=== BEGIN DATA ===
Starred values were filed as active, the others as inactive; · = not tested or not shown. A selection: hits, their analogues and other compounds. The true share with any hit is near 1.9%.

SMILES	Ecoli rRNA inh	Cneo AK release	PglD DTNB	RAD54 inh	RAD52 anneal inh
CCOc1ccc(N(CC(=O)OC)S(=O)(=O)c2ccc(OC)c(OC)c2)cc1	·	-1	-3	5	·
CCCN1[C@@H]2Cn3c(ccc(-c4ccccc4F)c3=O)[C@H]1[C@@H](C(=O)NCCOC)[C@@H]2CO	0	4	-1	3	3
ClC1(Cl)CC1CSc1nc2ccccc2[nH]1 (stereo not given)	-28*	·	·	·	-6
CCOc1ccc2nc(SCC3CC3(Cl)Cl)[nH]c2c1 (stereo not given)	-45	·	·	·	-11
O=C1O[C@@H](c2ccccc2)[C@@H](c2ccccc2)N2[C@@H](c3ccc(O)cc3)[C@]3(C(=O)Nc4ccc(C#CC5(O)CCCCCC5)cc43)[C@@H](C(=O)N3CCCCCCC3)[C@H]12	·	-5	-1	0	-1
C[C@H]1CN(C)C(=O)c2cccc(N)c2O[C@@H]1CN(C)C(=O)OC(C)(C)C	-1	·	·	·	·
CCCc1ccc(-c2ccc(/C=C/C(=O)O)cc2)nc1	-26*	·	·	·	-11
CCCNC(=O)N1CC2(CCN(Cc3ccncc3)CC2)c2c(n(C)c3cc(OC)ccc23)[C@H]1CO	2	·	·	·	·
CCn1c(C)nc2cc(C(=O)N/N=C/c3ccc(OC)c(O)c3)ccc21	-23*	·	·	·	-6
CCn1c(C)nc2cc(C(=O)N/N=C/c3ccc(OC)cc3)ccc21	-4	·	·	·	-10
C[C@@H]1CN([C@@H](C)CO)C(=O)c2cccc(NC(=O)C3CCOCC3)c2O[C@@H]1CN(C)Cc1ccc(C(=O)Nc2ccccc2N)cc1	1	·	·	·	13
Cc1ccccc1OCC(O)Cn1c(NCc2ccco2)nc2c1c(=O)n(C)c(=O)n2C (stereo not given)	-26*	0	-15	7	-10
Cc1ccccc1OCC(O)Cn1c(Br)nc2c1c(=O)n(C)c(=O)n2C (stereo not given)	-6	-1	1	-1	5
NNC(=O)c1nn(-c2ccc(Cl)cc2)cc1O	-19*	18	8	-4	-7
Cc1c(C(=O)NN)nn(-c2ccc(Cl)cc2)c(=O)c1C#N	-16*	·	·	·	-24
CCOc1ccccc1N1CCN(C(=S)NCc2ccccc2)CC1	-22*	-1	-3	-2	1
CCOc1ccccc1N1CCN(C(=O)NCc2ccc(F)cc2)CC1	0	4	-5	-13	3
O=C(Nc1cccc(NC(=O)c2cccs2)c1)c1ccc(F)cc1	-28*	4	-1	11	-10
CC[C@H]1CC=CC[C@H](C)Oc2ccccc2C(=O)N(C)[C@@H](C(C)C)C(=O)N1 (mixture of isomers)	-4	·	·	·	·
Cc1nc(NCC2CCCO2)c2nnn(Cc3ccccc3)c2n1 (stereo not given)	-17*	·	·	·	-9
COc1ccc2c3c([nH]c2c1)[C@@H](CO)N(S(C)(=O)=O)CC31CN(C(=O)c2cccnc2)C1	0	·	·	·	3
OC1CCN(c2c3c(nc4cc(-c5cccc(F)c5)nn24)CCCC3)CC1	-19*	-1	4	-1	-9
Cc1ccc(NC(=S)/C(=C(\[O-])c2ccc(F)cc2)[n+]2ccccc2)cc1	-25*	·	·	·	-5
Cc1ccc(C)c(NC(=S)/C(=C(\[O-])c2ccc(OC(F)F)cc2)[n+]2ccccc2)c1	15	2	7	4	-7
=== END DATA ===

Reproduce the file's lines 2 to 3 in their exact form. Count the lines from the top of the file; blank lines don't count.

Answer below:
SMILES	Ecoli rRNA inh	Cneo AK release	PglD DTNB	RAD54 inh	RAD52 anneal inh
CCOc1ccc(N(CC(=O)OC)S(=O)(=O)c2ccc(OC)c(OC)c2)cc1	·	-1	-3	5	·